Water Service Delivery Models: Urban, Peri-Urban, and Rural

Water delivery models in lower-income countries can vary greatly among urban, peri-urban, and rural communities.

Urban dwellers usually access water on premises or at a nearby standpipe. The water is delivered by a municipal utility or the local branch of a national water utility. Users make monthly payments to the utility at crowded payment halls, bank branches, or at designated agents. Providing water to large, dense populations enables economies of scale, but connecting pipes to individual households remains expensive, and maintaining high-quality service is a challenge. Leaks and nonpayment create large financial losses. In 2014 the median utility was barely covering its operating costs and had “no capacity to replace its assets once they wear out, let alone expand services to larger groups of consumers” (World Bank and Water Sanitation Programme 2014).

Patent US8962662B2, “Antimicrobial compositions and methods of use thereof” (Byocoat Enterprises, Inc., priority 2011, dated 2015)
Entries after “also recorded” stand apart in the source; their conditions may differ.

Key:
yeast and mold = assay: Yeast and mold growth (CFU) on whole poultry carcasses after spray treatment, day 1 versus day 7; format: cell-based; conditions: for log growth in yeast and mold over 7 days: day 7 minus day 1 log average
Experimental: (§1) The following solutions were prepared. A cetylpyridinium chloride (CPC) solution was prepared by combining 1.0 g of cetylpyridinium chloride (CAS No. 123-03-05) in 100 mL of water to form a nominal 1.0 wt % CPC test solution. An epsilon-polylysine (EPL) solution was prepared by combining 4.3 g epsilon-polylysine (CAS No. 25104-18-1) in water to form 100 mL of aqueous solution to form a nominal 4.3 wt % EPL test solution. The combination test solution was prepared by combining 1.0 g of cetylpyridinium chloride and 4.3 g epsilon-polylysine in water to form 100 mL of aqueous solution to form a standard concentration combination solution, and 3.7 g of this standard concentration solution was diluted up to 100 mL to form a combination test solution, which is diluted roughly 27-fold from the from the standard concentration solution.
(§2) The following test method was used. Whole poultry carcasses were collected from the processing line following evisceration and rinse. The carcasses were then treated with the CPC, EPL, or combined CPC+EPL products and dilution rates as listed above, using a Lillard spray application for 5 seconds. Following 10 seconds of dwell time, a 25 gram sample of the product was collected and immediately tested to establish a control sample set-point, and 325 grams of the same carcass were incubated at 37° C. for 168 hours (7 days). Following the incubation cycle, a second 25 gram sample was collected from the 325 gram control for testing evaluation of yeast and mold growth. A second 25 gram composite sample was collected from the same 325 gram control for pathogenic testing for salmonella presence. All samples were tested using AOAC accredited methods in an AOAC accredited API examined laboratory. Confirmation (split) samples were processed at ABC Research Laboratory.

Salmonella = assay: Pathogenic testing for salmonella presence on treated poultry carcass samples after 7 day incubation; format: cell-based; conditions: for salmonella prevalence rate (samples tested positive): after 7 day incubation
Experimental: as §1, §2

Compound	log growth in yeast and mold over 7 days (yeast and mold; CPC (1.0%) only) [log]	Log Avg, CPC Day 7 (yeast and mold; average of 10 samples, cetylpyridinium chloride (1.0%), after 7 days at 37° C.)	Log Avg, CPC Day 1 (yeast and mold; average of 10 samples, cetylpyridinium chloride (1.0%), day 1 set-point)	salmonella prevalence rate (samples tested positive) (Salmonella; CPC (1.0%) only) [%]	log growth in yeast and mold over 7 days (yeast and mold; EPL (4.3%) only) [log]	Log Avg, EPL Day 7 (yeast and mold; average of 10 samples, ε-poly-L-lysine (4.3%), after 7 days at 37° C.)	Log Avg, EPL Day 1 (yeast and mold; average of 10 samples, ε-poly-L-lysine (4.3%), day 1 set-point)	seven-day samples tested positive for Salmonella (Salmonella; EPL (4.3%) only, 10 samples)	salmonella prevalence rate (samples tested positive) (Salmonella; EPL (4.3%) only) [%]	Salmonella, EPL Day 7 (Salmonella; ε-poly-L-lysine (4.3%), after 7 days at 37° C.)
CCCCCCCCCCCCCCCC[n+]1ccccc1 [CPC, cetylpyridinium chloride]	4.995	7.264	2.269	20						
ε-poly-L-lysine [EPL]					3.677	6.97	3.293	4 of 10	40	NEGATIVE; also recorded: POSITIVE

Peri-urban and informal urban water service is made up of a mix of delivery channels. Some users in these areas are served by the municipal utility, or would be if they could afford individual connections. Others use communal water systems, which are managed by local governments. Among these, some may have piped connections to their homes, but the proportion using community standpipes is larger compared to use in urban areas. Many are served by unofficial water operators, who own and operate pumps, boreholes, water kiosks, or even tanker trucks. Settlements in informal and peri-urban areas are typically unplanned, possess ambiguous legal status, and receive service that reflects those realities. Crucially, water for these customers is often more expensive on a per unit basis—the “poverty penalty” at work (Mendoza 2011).